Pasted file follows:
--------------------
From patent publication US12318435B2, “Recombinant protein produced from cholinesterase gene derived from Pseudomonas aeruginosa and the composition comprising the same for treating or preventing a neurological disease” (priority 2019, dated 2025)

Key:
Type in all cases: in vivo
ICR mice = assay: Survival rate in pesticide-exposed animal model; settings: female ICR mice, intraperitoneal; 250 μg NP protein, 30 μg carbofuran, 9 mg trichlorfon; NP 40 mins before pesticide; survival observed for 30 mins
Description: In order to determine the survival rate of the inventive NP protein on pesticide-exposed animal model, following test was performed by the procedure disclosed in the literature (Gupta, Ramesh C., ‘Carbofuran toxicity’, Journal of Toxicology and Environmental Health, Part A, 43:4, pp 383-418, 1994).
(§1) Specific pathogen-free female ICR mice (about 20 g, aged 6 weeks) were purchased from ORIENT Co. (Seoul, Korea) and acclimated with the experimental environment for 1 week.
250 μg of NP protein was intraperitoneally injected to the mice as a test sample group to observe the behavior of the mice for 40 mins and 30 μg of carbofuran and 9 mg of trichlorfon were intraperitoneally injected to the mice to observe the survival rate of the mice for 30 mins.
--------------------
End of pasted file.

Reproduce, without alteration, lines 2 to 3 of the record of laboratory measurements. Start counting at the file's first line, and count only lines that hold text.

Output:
Key:
Type in all cases: in vivo